By Ruth Krause, Charlotta Lomas 12.23.14
Rhino poaching has dramatically increased over the last decade. How can the animals be saved from extinction? Some propose legalizing the rhinoceros horn trade. But to others, this seems unrealistic.
Rhino poaching numbers in South Africa have increased exponentially over the last decade: In 2004, 10 rhinos were killed, while 2014 set a sad record with more than 1,100 rhinos being poached.
With South Africa as the home to around 90 percent of the world’s white rhino population, what happens here might decide the future of the species. Now, South Africa is mulling legalizing the trade in rhinoceros horns.
The ‘war on poaching’
Rhinos are poached because of their horn’s value: In Asia, many people believe that it cures ailments, from nosebleeds to cancer. Rhino horn on the black market is worth up to $100,000 a kilogram – rivaling the price of gold or cocaine.
A rhino horn has a structure similar to human hair or fingernails. Research has proven that the horn has no medicinal effect – but the superstition persists.
Conservationists are becoming desperate, as attempts to stop the poaching have failed so far. The South African government has employed both ground forces and helicopters to stop the poachers.
But areas where rhino poaching takes place are simply too big: Kruger National Park for example – which is home to half of the country’s rhinos – is the size of Israel, which makes it difficult and expensive to monitor.
Other initiatives focus on stopping the problem at its root: in Asia. “Reeducation programs” are to raise awareness amongst citizens especially in China and Vietnam, that rhino horn is useless as a medicine, and highly unsustainable.
But despite these efforts, the rhino poaching crisis is not getting under control.
Reeducation will not be enough to stop the poaching in time, says South African conservationist economist Michael’t Sas-Rolfes. Instead, he proposes legalizing the trade.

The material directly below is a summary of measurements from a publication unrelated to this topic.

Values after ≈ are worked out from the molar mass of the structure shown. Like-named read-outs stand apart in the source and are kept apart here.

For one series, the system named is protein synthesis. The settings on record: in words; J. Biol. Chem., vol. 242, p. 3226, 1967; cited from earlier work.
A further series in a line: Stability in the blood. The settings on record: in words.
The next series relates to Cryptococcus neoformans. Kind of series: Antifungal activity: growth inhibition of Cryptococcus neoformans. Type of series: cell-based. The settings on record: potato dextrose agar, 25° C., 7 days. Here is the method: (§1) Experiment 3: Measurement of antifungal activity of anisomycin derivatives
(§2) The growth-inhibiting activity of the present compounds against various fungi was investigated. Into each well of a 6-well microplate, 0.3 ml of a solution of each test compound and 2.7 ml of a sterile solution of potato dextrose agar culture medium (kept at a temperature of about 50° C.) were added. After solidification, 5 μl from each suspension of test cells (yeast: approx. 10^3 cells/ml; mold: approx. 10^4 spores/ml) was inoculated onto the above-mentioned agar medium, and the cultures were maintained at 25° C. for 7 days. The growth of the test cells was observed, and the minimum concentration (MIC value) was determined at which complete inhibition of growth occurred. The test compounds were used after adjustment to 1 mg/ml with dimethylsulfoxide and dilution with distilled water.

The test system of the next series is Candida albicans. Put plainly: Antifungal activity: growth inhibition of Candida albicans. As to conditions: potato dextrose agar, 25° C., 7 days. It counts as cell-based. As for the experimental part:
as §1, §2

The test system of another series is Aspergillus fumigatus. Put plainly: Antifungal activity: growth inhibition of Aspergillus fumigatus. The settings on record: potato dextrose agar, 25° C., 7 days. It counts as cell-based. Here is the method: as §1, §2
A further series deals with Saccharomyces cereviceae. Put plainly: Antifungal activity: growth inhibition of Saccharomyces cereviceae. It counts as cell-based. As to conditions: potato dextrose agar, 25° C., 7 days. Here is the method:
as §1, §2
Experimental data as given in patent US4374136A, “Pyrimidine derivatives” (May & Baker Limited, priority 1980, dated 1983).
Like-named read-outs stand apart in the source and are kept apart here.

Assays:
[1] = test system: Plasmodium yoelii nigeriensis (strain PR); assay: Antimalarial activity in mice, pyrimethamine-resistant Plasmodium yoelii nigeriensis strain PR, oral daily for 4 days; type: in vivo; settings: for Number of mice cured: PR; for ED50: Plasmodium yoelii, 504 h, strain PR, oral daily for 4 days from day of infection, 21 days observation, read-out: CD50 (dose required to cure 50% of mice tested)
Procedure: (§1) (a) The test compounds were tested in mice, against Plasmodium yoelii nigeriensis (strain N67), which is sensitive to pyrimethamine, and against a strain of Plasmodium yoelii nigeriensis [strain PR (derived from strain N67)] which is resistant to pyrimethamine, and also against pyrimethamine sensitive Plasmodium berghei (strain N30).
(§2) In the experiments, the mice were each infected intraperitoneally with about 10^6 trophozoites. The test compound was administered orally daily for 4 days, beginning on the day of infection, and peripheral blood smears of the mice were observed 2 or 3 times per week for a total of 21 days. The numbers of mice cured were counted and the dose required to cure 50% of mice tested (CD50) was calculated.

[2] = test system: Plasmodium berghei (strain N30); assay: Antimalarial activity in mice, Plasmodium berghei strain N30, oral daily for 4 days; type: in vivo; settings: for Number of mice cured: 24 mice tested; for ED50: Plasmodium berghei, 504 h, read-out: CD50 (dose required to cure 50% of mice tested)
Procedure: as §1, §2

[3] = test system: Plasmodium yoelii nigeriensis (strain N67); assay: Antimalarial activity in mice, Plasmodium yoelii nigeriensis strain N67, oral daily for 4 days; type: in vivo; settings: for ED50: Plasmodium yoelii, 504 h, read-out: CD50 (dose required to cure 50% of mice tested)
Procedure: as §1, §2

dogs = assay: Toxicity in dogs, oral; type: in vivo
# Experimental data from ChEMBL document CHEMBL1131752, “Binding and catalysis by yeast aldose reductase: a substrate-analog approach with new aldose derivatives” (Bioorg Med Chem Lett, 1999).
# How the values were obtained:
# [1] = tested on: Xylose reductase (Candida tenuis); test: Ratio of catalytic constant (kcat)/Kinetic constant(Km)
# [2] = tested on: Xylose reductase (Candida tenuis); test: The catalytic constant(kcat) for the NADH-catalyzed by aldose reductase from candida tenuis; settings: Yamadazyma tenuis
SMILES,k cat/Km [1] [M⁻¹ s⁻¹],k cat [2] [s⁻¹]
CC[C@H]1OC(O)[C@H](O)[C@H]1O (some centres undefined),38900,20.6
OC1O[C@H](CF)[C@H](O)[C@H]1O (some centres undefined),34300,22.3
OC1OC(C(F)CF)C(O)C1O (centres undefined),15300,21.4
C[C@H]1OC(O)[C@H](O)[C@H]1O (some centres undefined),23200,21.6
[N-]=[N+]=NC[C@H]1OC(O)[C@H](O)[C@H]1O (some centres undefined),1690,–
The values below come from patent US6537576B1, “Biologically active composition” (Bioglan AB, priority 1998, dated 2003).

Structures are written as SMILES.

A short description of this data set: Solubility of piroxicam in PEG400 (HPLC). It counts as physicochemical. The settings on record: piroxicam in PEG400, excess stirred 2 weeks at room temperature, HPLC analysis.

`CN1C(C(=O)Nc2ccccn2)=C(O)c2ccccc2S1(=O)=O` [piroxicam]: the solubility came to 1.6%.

“The rationale is to bring the price down to a manageable level through constant, legal supply.” A lower price, he argues, would provide less incentive for poachers to kill the rhinos. Right now, the poaching business is too profitable for poachers to stop.
Another benefit of legalizing the trade would be the income that is created, which in turn could be used to protect the rhinos, says Sas-Rolfes. “It has become expensive to protect rhinos, and conservation organizations simply don’t have sufficient funds to invest in the level of field protection that is needed to sustain the number of rhinos we have,” he said.
Legalizing the trade would provide a legal, market solution that could work, Sas-Rolfes thinks.
Doesn’t happen in a day
There are different scenarios for how the trade could be legalized. One option would be to sell of the existing stockpiles of rhino horn that has been confiscated over the years. South Africa currently sits on 18 tons of rhino horn, worth $100 million.
Another option would be to allow the selling of “harvested” horns: The horn of the rhino can be cut off or “harvested” without hurting the rhino, says Sas-Rolfes.
“It’s essentially like a haircut, if you don’t cut it too close to the nerve ending.” The horn regrows within about three years, so they could be harvested regularly. According to Sas-Rolfes, there are already private rhino owners who regularly take the rhinos horns off, without seeing health and breeding rates affected.
But any legalization of the trade won’t happen fast. The body that decides on such trade is CITES, or the Convention on International Trade of Endangered Species – which has 180 member states. It banned international trade of rhino horn in 1977.
David Morgan, head of the CITES scientific unit, explains: “If there is to be any change in the existing situation, that has to be proposed by one of the member country of CITES at the next conference of parties in 2016.
And in order for any proposal to pass, it needs two-thirds of the present countries’ votes. This can only happen if the South African CITES delegates can put forward a convincing proposal – which is by no means a sure thing.
Critical voices remain
The suggestion to legalize the trade in rhino horn is a polarizing one. Dex Kotze, a conservationist and fundraiser for the non-governmental organization Stoprhinopoaching, argues that it won’t work.
“A big problem is that demand will far outstrip the supply of rhino horn.” He estimates that the government could sell 3.6 tons of “harvested” rhino horn a year – much less than his estimate of demand at almost 4,000 tons.
Kotze also points out the problem of corruption in China, and South Africa. “We are afraid that the money would be going into the wrong pockets.” He also fears that even if legalization could be implemented, the time for rhinos would run out before this can happen.
More political action
With legal processes still up in the air, conservationists agree that action must happen on the ground, regardless of potential legalization.
“You also still need very strict protection, and you have to have laws in place that prohibit any illegal trade,” says Sas-Rolfes.
Kotze adds: “It’s a political problem. Countries need to show more political will and leaders have to enforce that. And CITES as a body needs to flex its muscles, and start applying sanctions to the countries.”